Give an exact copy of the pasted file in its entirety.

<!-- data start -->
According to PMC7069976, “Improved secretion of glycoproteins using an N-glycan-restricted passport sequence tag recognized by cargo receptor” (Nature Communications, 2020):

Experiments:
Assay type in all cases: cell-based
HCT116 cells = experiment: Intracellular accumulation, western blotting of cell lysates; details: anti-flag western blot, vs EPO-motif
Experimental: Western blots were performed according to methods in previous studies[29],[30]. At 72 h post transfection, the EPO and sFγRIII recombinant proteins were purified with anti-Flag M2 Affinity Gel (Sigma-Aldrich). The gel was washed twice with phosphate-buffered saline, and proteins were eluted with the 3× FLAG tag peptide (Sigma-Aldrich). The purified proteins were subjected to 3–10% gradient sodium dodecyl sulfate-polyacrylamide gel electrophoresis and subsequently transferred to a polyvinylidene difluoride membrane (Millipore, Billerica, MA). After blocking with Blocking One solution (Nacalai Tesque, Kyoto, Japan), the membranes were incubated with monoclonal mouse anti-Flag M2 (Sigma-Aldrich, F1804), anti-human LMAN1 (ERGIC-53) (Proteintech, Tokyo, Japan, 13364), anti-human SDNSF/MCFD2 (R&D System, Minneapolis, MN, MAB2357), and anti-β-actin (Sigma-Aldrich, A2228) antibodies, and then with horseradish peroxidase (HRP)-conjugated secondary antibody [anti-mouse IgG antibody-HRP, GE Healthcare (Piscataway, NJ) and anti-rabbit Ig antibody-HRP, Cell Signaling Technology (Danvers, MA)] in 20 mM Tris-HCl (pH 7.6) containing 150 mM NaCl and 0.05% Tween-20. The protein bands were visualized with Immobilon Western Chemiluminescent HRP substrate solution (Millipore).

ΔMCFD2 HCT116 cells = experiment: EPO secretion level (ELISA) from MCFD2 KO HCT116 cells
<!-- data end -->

According to PMC7069976, “Improved secretion of glycoproteins using an N-glycan-restricted passport sequence tag recognized by cargo receptor” (Nature Communications, 2020):

Experiments:
Assay type in all cases: cell-based
HCT116 cells = experiment: Intracellular accumulation, western blotting of cell lysates; details: anti-flag western blot, vs EPO-motif
Experimental: Western blots were performed according to methods in previous studies[29],[30]. At 72 h post transfection, the EPO and sFγRIII recombinant proteins were purified with anti-Flag M2 Affinity Gel (Sigma-Aldrich). The gel was washed twice with phosphate-buffered saline, and proteins were eluted with the 3× FLAG tag peptide (Sigma-Aldrich). The purified proteins were subjected to 3–10% gradient sodium dodecyl sulfate-polyacrylamide gel electrophoresis and subsequently transferred to a polyvinylidene difluoride membrane (Millipore, Billerica, MA). After blocking with Blocking One solution (Nacalai Tesque, Kyoto, Japan), the membranes were incubated with monoclonal mouse anti-Flag M2 (Sigma-Aldrich, F1804), anti-human LMAN1 (ERGIC-53) (Proteintech, Tokyo, Japan, 13364), anti-human SDNSF/MCFD2 (R&D System, Minneapolis, MN, MAB2357), and anti-β-actin (Sigma-Aldrich, A2228) antibodies, and then with horseradish peroxidase (HRP)-conjugated secondary antibody [anti-mouse IgG antibody-HRP, GE Healthcare (Piscataway, NJ) and anti-rabbit Ig antibody-HRP, Cell Signaling Technology (Danvers, MA)] in 20 mM Tris-HCl (pH 7.6) containing 150 mM NaCl and 0.05% Tween-20. The protein bands were visualized with Immobilon Western Chemiluminescent HRP substrate solution (Millipore).

ΔMCFD2 HCT116 cells = experiment: EPO secretion level (ELISA) from MCFD2 KO HCT116 cells